Bernie Sanders criticizes ‘greedy’ Koch brothers. From the Associated Press: “Democratic presidential hopeful Bernie Sanders is making the billionaire brothers Charles and David Koch the face of a ‘corrupted’ political and economic system that the Vermont senator wants to upend. Sanders delighted a South Carolina rally of more than 3,000 people Saturday with his assertions that the Kochs and other ‘greedy’ billionaires are destroying American democracy by infusing huge sums of cash into campaigns and election.”


Cruz outshines Bush at Americans for Prosperity summit. From the Associated Press: “Texas Sen. Ted Cruz was the hands-down favorite of the Americans for Prosperity annual summit in Columbus, Ohio, this weekend, if the number and volume of ovations during the speeches of five presidential candidates who addressed the annual convention of tea party activists was the measure.  At the other end of the spectrum was former Florida Gov. Jeb Bush, a newcomer to events financed by conservative industrialists Charles and David Koch.”


–What’s happening today on the campaign trail: Scott Walker, Ted Cruz and Ben Carson will speak at Congressman Jeff Duncan’s fifth annual Faith & Freedom BBQ fundraiser in Anderson, S.C. Walker will also campaign in Fort Mill and Spartanburg, S.C. Chris Christie will hold a town hall in Salem, N.H. Mike Huckabee will hold a media availability in Little Rock, Ark.

–On the Hill: Both chambers are in recess.

–At the White House: President Obama will be the keynote speaker at the National Clean Energy Summit in Las Vegas.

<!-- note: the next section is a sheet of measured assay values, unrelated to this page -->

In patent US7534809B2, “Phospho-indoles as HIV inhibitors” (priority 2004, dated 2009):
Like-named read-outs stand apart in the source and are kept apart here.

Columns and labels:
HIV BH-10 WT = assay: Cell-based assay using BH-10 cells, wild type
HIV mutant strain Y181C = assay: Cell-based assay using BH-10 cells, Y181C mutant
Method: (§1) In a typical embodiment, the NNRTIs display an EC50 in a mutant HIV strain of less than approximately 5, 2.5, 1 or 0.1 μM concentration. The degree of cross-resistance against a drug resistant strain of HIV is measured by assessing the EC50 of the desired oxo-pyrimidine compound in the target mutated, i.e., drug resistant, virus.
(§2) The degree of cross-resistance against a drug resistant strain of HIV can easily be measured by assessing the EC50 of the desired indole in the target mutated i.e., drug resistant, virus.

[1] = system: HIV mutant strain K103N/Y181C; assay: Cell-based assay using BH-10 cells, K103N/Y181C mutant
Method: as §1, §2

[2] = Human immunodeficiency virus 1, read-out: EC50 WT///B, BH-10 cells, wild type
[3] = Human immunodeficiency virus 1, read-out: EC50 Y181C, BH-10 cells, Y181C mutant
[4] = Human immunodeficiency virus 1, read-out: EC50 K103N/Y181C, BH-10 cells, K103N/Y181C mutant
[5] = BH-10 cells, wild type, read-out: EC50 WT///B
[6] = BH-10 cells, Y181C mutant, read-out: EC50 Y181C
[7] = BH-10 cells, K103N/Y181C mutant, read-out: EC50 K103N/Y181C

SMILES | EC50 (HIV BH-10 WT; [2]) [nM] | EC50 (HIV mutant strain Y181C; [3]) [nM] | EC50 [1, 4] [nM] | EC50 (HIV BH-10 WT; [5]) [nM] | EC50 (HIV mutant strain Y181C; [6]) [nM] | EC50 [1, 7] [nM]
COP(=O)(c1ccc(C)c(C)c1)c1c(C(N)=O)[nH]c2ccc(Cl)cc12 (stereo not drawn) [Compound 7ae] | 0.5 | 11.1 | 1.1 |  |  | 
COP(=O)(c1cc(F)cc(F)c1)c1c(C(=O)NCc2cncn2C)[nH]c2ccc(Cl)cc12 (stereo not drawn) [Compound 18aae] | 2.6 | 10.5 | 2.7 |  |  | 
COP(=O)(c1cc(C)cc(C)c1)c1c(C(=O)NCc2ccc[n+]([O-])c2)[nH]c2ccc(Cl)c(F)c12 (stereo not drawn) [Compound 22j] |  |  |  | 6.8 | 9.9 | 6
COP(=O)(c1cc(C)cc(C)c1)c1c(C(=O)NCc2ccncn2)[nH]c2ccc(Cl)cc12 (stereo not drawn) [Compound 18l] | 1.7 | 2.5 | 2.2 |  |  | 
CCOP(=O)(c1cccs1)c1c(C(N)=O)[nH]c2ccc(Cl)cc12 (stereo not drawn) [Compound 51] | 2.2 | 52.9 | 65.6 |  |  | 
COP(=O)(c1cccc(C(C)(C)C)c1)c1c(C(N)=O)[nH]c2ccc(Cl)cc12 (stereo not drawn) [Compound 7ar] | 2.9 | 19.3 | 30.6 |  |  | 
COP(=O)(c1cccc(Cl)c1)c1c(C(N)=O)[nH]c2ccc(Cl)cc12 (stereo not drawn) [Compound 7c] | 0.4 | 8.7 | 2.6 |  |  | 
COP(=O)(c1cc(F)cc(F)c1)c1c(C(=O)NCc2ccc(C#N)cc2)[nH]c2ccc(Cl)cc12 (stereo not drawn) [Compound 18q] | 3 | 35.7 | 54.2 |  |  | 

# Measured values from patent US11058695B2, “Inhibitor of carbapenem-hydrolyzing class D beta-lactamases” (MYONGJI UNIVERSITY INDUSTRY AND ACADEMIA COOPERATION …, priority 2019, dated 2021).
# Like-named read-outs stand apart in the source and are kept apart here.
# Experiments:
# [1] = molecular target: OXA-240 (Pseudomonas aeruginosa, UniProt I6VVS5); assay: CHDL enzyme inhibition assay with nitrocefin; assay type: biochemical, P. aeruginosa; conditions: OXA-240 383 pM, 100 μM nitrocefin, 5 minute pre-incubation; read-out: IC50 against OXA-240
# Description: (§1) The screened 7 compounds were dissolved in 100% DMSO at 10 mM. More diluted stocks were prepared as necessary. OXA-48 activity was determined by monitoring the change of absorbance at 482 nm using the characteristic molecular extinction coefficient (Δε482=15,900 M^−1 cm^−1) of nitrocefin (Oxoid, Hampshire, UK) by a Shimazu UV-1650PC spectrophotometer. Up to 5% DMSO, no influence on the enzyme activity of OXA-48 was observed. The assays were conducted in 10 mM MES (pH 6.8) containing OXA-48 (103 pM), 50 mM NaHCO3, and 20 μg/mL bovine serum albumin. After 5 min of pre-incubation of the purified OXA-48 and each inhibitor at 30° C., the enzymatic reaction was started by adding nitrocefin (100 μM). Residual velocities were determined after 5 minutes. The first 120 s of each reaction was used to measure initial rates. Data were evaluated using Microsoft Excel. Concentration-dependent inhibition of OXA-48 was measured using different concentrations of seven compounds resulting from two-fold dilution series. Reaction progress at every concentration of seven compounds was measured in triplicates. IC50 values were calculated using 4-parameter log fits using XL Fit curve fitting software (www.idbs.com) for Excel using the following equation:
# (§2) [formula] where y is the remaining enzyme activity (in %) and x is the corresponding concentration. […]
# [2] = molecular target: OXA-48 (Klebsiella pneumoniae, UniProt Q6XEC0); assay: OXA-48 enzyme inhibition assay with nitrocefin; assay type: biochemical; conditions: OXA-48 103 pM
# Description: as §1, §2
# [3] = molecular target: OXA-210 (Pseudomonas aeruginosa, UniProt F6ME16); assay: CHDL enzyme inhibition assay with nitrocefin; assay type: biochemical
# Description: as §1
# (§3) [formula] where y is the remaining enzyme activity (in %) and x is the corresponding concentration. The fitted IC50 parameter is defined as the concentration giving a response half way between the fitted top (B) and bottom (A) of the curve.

“I think all things are possible, but it’s much too early to begin such conversations,” Ben Carson on being open to becoming Donald Trump’s running mate should the businessman win the GOP nod.


–“With the exception of today, when humidity inches into the uncomfortable range and a late day storm is possible, the week ahead promises to be exceptional. From Tuesday to Sunday, sunshine rules, humidity ranges from low to moderate, and high temperatures mostly hold in the 80s,” the Capital Weather Gang reports.

–The Nationals beat the Milwaukee Brewers, 9-5, at home, but Jayson Werth says they know they “have to get hot” to make the playoffs in the season’s remaining 40 games.

RGIII returned to practice on Sunday less than 72 hours after suffering a concussion. The plan is for him to play  on Saturday at Baltimore, said coach Jay Gruden.


Watch the moments that the two panda cubs were born, via the National Zoo’s Instagram feed. Video of the first cub’s examination by zookeepers is available here.

Watch the music video for “Feel the Bern,” a rap song dedicated to Bernie Sanders’s presidential bid:

Watch video posted on Twitter of the scene on the Paris-bound train after Americans stopped a gunman:

( @Meguini )

( @Meguini )

Correction: This story was updated to say that it would cost an estimated $400 billion to $600 billion, not million, to deport undocumented immigrants.

Correction: An earlier version of this story included an incorrect filing deadline for getting on the primary ballot in Texas. The deadline is Dec. 14.